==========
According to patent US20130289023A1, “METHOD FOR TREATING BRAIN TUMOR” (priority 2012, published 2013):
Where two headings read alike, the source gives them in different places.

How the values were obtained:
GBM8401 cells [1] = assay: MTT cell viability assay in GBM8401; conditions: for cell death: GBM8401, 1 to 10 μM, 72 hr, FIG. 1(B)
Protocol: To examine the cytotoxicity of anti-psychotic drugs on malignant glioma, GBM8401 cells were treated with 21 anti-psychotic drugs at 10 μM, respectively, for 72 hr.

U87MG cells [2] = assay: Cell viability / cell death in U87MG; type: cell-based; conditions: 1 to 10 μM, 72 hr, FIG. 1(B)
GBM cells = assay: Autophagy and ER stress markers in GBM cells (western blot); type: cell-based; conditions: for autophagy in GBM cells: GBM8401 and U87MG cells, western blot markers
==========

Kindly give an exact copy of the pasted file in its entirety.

According to patent US20130289023A1, “METHOD FOR TREATING BRAIN TUMOR” (priority 2012, published 2013):
Where two headings read alike, the source gives them in different places.

How the values were obtained:
GBM8401 cells [1] = assay: MTT cell viability assay in GBM8401; conditions: for cell death: GBM8401, 1 to 10 μM, 72 hr, FIG. 1(B)
Protocol: To examine the cytotoxicity of anti-psychotic drugs on malignant glioma, GBM8401 cells were treated with 21 anti-psychotic drugs at 10 μM, respectively, for 72 hr.

U87MG cells [2] = assay: Cell viability / cell death in U87MG; type: cell-based; conditions: 1 to 10 μM, 72 hr, FIG. 1(B)
GBM cells = assay: Autophagy and ER stress markers in GBM cells (western blot); type: cell-based; conditions: for autophagy in GBM cells: GBM8401 and U87MG cells, western blot markers